Free public lectures hosted in and around London.
London School of Economics
University College London
School of Advanced Study
The Courtauld Institute of Art
The British Academy
The Royal Society
University of Westminster
Alan Turing Institute
The Francis Crick Institute
University College London:Hong Kong Room, Bentham House, UCL Laws, London, WC1H 0EG, United Kingdom
Professor Cécile Fabre (All Souls College, Oxford) Treason is one of the most serious legal offences that there are, in most if not all jurisdiction. Laws against treason are not conjured up out of thin air: they are rooted in deep seated moral revulsion about acts which, in the political realm, are paradigmatic examples of breaches of loyalty. In this paper, however, I seek to rehabilitate treason. I begin by providing a conceptual account of treason. I then argue that agents are sometimes morally permitted, indeed obliged, to pass on, in secret, secret information to foreign actors, be they enemies or allies. In the final part of the paper, I argue that they are sometimes permitted, indeed obliged, to disclose such information to the world at large – as, for example, Edward Snowden did - rather than a select few. Cécile Fabre is Professor of Political Philosophy at the University of Oxford, and Senior Research Fellow at All Souls College, Oxford. She is the author of six books, co-editor of the edited volume The Morality of Defensive War, and has authored various peer-reviewed articles and book chapters. Her recent research focusses on the ethics of war and peace, and addresses questions such as the ethics of ending wars, what constitutes a just peace settlement, whether we are morally obliged to punish war criminals, and whether and how we should commemorate wars. She has also published on the ethics of economic statecraft and the ethics of espionage. Book your place at this event
Kings College:James Black Centre
Guest speaker: Dr Nikhil Jain, Laboratory of Applied Mechanobiology, Department of Health Sciences and Technology, ETH Zurich, Switzerland Title: ‘'MechanoImmunology': Exploring Physicals Drivers of Macrophage Specification & Activation Using Engineering Toolbox & Epigenomics' Host: Professor Cathy Shanahan Lunchtime seminars from the School of Cardiovascular Medicine & Sciences, covering a wide range of topics that are of natural interest to our School by different speakers at all career stages. All members of the School are encouraged to attend.
SOAS:Brunei Gallery Room: Brunei Gallery Lecture Theatre (BGLT)
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Tuesdays 5-6.30pm from the 23rd April This study group brings together leading scholars, early career researchers and graduates to present their research and discuss in a seminar setting, using primary sources on yoga and gender.
Kings College:Bush House South East Wing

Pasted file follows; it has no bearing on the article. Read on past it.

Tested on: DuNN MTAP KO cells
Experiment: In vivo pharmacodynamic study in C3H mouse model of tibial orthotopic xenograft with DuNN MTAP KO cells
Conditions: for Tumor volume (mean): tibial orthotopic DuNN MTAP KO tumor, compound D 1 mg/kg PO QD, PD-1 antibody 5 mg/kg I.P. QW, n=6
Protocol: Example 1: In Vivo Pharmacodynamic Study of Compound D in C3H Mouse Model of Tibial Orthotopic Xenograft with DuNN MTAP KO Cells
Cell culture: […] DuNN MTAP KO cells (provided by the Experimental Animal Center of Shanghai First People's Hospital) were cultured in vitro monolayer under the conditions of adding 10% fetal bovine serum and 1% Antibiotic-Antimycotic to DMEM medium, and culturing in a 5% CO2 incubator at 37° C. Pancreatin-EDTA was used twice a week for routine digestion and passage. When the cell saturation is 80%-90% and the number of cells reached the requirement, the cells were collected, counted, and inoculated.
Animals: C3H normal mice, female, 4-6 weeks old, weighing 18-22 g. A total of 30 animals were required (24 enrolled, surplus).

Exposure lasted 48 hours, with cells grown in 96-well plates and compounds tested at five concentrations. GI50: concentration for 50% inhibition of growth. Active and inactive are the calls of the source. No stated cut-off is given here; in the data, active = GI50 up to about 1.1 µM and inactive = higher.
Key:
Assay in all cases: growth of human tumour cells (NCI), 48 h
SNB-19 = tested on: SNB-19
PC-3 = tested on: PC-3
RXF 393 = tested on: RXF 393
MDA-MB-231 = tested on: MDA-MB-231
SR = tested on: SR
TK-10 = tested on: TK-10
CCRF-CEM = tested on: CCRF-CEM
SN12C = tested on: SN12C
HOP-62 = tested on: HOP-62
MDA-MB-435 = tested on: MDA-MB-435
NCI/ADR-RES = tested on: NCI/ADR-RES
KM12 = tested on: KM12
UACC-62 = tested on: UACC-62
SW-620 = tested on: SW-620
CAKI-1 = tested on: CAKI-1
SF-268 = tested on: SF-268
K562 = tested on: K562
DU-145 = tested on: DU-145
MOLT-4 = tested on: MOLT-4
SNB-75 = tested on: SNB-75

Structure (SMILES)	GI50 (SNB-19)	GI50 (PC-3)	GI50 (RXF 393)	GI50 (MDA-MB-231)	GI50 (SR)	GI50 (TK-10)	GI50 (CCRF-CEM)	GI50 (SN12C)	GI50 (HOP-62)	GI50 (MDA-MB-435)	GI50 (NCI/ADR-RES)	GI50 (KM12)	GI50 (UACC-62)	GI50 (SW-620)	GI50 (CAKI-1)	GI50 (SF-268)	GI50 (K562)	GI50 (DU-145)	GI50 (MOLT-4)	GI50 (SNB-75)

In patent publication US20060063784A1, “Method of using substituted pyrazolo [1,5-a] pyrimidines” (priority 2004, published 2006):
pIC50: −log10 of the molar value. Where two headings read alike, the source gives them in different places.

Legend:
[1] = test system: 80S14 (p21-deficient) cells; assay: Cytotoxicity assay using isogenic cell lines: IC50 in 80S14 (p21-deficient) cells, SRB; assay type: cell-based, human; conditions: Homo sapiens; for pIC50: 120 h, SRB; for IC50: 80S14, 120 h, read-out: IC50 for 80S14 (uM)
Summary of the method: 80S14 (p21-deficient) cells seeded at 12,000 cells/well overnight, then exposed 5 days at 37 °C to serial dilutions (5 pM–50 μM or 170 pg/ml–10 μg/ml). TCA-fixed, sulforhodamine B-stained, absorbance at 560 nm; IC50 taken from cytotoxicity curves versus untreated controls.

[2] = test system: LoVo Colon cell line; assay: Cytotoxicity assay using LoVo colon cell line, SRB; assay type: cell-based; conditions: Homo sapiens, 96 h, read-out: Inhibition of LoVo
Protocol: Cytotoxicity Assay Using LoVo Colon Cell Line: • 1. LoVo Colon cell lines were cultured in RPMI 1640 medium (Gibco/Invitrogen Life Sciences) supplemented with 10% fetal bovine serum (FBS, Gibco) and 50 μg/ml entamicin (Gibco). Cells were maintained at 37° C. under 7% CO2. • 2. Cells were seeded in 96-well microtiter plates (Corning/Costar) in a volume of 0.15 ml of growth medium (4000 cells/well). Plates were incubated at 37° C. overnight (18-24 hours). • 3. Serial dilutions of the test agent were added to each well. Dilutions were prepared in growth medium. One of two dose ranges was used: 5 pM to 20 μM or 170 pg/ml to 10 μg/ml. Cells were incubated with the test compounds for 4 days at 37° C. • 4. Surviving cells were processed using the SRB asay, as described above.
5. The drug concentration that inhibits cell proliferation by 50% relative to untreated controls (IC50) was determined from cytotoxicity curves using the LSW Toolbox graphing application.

Speaker: Dr Mimi Zou *If you are external to King’s and would like to attend this event, please contact the event organiser. In the debates on law and development in China so far, there has been considerable attention paid to the so-called “Rights Hypothesis”, which emphasise the role of a formal legal system in offering secure and stable property and contract rights. Such a hypothesis has influenced a vernacular of ideas relating to certain “institutional prerequisites” that underpin the Washington Consensus, including a legal order that would promote market efficiency and economic growth. Some argue that China’s economic development has largely taken place without such prerequisites, such as a strong property rights regime or robust formal contract laws and enforcement institutions. However, those who have sought to debunk the “Rights Hypothesis” in China have said relatively little about the role of social rights, such as labour standards, anti-discrimination, and social security protections (commonly seen by advocates of the Washington Consensus as “market-distorting”). This talk by Dr Zou explores how the Chinese state has adopted legal and institutional arrangements in the realm of social rights to support the marketization of the economy and curb the socially destabilising effects of market reform. She refers to this proposition as the “Social Rights Hypothesis”. An important aspect of social rights are the rules and institutions that govern the relationship between labour and capital, particularly in countervailing the inequality of bargaining power inherent in such a relationship. In developing this hypothesis, she examines how labour laws and institutions have co-evolved with changes in China’s labour market as part of the country’s economic reform over the past four decades. Dr Zou specifically looks at the market-constituting, market-correcting, and market-limiting functions of labour law in China’s economic development. First, a set of legal rules and institutions underpinned the commodification of labour in China, which became part of the constitution of a labour market operating closer to those of modern capitalist economies. Second, various aspects of Chinese labour law, such as minimum wage regulations, have sought to correct market outcomes that lead to negative externalities. Third, worker-protective legislative reforms over the past decade have been aimed at limiting the market in the interest of ‘harmonious labour relations’, which the party-state deems crucial to maintaining social stability. In reformulating and problematising the “Rights Hypothesis”, her goal is to offer a novel theoretical approach to understanding the multifaceted functions of social rights in debates on law and development in China and elsewhere. Dr Mimi Zou holds the first academic appointment in Chinese law at the University of Oxford, where she has the role of developing the subject as a new field of study and research. Dr Zou’s award-winning research focuses on Chinese and comparative employment and commercial law. She regularly provides expert commentaries on Chinese law-related issues for international media outlets including The New York Times, BBC, The Guardian, Reuters, China Daily, and South China Morning Post. Dr Zou is currently a special adviser of the Great Britain China Centre and a distinguished expert member of the Asia Society Policy Institute Belt and Road Initiative Taskforce. She obtained her law doctoral and master’s degrees with distinction from the University of Oxford and economics, social science, and law degrees with first class honours from the University of Sydney. She is a qualified Australian and English lawyer with over 15 years of experience in international organisations, law firms, government departments, non-governmental organisations, and academia. Prior to her present role at Oxford, Dr Zou held academic appointments at Columbia Law School, the Chinese University of Hong Kong, Utrecht University, and the University of Sydney. She is currently a visiting law professor at Tsinghua University and Peking University. She was named by the Asia Society as an ‘Asia 21 Young Leader’ and recently selected as a finalist for the 2019 Asian Women of Achievement Awards.